BLITZER: What if he comes back here, though?
Is his covert career finished?
Can he go anyplace else, now that so many people know his identity?
PLAME: Not in any covert capacity. I don’t know what his career plans are. I don’t even know the name of the chief of station, except that he will have to figure out, does he want to stay?
I mean for me, I thought I had the best job in the world. I loved what I did. And when I could no longer have that covert cover to travel around the world, I worked especially on counter — nuclear counter proliferation issues — I didn’t want to stay.
BLITZER: Do you think his life is now in danger even if he leaves Afghanistan, comes back to the United States?
PLAME: Listen, any time you’re a poster child for the CIA, there are a lot of people that are — either have ideological or they are mentally unbalanced, that are going to try to find you and perhaps cause you harm.
BLITZER: Is there any way to prevent these kinds of disclosures down the road?
PLAME: Well, it speaks to a broader issue. I mean that — I think what happened in the case of the COS Kabul was really just stupid.
But it speaks to the broader issue of how many people have security clearances. I’ve heard at least over — up to a million have top secret clearances in this country and five million people have some sort of clearance.
When you have that many, is it any wonder that you have what’s happened with Snowden or any of the other leaks?
I’m surprised we haven’t had more.
BLITZER: You know, this case of Ryan Fogle — you remember that case, accused by the Russians of working for the CIA. They had video of him disguised in a wig and glasses.
What was that all about?
Do — do more changes have to be made?
Because that looked sort of, I mean, almost ridiculous.
PLAME: You know, the CIA, as usual, has been turned — it’s been highly politicized ever since the Iraq War. Presidents can’t help but realize once they get into office that, gee, they have this entire intelligence service at their disposal and how it can be used.
Right now, I think that there’s serious reforms that need to be put into place across the board, starting at the director of National Intelligence, there’s a — there’s too many stupid things that are happening.
BLITZER: Do you believe Edward Snowden when he says he was really a covert operative, a clandestine officer trained by the CIA, trained by the NSA, the DIA, he was really working undercover, they gave him a false name as he was overseas?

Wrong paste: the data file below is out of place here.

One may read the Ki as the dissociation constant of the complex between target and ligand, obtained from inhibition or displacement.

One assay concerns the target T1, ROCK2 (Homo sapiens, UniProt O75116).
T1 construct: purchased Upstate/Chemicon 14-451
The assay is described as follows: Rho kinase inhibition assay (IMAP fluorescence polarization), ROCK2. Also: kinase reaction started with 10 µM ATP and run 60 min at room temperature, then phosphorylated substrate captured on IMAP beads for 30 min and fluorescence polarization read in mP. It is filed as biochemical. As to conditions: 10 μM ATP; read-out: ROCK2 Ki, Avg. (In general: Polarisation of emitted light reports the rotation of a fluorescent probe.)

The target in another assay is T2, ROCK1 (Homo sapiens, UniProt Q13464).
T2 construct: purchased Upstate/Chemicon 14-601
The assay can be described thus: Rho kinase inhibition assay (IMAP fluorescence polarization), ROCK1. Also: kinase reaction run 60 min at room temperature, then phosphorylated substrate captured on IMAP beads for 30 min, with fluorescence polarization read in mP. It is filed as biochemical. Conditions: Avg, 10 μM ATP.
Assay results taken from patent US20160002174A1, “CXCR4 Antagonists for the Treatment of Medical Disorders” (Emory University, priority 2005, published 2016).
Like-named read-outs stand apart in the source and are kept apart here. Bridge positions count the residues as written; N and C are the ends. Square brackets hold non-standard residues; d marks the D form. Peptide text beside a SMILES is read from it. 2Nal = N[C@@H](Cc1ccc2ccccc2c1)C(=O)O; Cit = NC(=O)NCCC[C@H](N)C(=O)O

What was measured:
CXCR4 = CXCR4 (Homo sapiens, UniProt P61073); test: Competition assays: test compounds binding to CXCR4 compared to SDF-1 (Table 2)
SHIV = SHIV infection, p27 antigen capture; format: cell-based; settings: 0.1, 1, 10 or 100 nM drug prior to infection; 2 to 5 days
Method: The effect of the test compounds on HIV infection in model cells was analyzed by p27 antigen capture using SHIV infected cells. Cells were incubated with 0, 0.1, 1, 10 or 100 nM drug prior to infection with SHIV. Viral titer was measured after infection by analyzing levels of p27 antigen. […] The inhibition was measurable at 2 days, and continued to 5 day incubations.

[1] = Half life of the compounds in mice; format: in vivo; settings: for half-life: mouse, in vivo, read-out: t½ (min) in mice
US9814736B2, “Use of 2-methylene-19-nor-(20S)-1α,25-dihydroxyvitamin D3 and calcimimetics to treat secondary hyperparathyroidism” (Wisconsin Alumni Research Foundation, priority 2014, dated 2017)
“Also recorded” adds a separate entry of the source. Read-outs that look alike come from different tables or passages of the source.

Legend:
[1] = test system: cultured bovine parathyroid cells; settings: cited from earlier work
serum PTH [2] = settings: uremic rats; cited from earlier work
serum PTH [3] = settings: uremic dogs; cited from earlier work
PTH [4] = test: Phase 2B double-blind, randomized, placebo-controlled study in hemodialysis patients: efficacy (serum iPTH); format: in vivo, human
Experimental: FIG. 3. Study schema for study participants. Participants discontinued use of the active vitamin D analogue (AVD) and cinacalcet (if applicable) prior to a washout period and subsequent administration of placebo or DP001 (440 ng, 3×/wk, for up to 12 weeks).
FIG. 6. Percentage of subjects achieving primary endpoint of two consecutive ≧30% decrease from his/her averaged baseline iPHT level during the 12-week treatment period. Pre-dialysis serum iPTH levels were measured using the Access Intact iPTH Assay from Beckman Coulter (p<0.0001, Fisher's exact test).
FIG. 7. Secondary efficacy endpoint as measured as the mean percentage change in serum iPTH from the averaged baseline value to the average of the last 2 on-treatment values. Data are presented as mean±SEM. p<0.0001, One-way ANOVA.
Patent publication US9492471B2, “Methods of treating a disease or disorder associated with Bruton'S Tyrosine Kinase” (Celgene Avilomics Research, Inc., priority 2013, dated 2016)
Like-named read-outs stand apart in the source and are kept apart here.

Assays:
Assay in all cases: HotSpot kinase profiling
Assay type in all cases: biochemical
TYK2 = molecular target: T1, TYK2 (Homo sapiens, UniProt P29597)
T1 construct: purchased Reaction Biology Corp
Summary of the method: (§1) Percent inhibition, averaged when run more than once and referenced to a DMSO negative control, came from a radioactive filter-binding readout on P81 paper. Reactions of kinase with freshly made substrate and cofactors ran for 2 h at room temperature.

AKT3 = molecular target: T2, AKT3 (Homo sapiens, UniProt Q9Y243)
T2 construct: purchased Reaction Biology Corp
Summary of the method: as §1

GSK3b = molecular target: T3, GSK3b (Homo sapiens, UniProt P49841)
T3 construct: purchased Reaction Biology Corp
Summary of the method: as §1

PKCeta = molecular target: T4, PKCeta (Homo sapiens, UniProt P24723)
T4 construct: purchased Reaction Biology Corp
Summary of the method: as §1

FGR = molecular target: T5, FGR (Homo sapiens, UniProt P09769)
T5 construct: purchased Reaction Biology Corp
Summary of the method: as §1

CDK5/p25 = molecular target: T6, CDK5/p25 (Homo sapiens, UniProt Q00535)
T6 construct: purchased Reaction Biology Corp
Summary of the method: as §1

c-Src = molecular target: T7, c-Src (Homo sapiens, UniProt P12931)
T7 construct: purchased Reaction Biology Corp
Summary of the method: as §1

You — this is what he’s now suggesting.
PLAME: What little I have seen of his interview is that he said he was trained as a spy.
What could — what is true, I know, that anyone who goes overseas in any sort of undercover capacity does have some basic training.
He was not an operations officer. He did not work in human — human intelligence, as I did.
His training in that regard, I think, was probably rather superficial, how to maintain his cover, how to move around, if he — that sort of thing.
His claims, I think, are a little beyond what the reality is.
BLITZER: You worked in the intelligence community for a long time.
How much damage do you think he did to the United States?
PLAME: I have no way of knowing. But I — I don’t like it when the conversation centers on him and you get into that didactic of traitor or patriot, because that’s just going down a rabbit hole. What he has done is brought up significant issues in how robust and how substantial the NSA’s warrantless surveillance has been and is it in direct conflict with our constitutional values?
Those are the issues we really need to continue to discuss.
BLITZER: So how is life after the CIA?
PLAME: I miss my job, but I’m hard at work on my sep — second spy thriller, called “Burn.” It will come out in October.
And so you can take some of the stories and — and fascinating characters I met along the way and you fictionalize them and — and that’s what I’m working on now.
BLITZER: Well, I recommended “Blowback.”
It was an excellent, excellent read.
Valerie, thanks, as usual, for coming in.
PLAME: Thank you.